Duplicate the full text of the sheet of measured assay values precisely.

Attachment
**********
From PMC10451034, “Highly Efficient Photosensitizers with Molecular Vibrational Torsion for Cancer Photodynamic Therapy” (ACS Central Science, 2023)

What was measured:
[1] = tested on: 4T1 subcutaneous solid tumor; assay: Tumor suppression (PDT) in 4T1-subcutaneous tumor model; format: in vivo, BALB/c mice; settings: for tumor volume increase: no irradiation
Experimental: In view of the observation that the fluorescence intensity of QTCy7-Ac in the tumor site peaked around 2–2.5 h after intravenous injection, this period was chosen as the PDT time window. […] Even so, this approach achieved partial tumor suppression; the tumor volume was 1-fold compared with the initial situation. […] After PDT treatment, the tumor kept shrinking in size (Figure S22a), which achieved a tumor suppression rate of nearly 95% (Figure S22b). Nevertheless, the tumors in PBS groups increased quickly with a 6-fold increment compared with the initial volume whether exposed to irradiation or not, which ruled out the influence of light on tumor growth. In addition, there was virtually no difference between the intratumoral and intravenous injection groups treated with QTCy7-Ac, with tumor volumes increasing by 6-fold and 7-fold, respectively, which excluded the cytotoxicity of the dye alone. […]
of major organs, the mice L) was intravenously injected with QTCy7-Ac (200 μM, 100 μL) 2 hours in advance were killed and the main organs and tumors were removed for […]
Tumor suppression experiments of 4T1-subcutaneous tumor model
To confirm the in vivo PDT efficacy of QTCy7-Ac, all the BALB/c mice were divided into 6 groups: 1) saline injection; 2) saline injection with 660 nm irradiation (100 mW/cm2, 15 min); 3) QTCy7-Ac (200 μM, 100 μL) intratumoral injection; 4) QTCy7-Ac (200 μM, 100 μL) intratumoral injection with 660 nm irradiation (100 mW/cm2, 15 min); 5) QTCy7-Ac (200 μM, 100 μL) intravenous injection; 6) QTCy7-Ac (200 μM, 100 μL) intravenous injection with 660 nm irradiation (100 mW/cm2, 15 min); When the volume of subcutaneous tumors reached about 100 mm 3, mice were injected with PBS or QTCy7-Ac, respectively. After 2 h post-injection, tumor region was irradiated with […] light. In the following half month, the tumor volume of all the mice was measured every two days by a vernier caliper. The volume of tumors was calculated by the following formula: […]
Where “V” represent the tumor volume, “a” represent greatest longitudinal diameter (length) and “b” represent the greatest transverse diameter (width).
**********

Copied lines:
From PMC10451034, “Highly Efficient Photosensitizers with Molecular Vibrational Torsion for Cancer Photodynamic Therapy” (ACS Central Science, 2023)

What was measured:
[1] = tested on: 4T1 subcutaneous solid tumor; assay: Tumor suppression (PDT) in 4T1-subcutaneous tumor model; format: in vivo, BALB/c mice; settings: for tumor volume increase: no irradiation
Experimental: In view of the observation that the fluorescence intensity of QTCy7-Ac in the tumor site peaked around 2–2.5 h after intravenous injection, this period was chosen as the PDT time window. […] Even so, this approach achieved partial tumor suppression; the tumor volume was 1-fold compared with the initial situation. […] After PDT treatment, the tumor kept shrinking in size (Figure S22a), which achieved a tumor suppression rate of nearly 95% (Figure S22b). Nevertheless, the tumors in PBS groups increased quickly with a 6-fold increment compared with the initial volume whether exposed to irradiation or not, which ruled out the influence of light on tumor growth. In addition, there was virtually no difference between the intratumoral and intravenous injection groups treated with QTCy7-Ac, with tumor volumes increasing by 6-fold and 7-fold, respectively, which excluded the cytotoxicity of the dye alone. […]
of major organs, the mice L) was intravenously injected with QTCy7-Ac (200 μM, 100 μL) 2 hours in advance were killed and the main organs and tumors were removed for […]
Tumor suppression experiments of 4T1-subcutaneous tumor model
To confirm the in vivo PDT efficacy of QTCy7-Ac, all the BALB/c mice were divided into 6 groups: 1) saline injection; 2) saline injection with 660 nm irradiation (100 mW/cm2, 15 min); 3) QTCy7-Ac (200 μM, 100 μL) intratumoral injection; 4) QTCy7-Ac (200 μM, 100 μL) intratumoral injection with 660 nm irradiation (100 mW/cm2, 15 min); 5) QTCy7-Ac (200 μM, 100 μL) intravenous injection; 6) QTCy7-Ac (200 μM, 100 μL) intravenous injection with 660 nm irradiation (100 mW/cm2, 15 min); When the volume of subcutaneous tumors reached about 100 mm 3, mice were injected with PBS or QTCy7-Ac, respectively. After 2 h post-injection, tumor region was irradiated with […] light. In the following half month, the tumor volume of all the mice was measured every two days by a vernier caliper. The volume of tumors was calculated by the following formula: […]
Where “V” represent the tumor volume, “a” represent greatest longitudinal diameter (length) and “b” represent the greatest transverse diameter (width).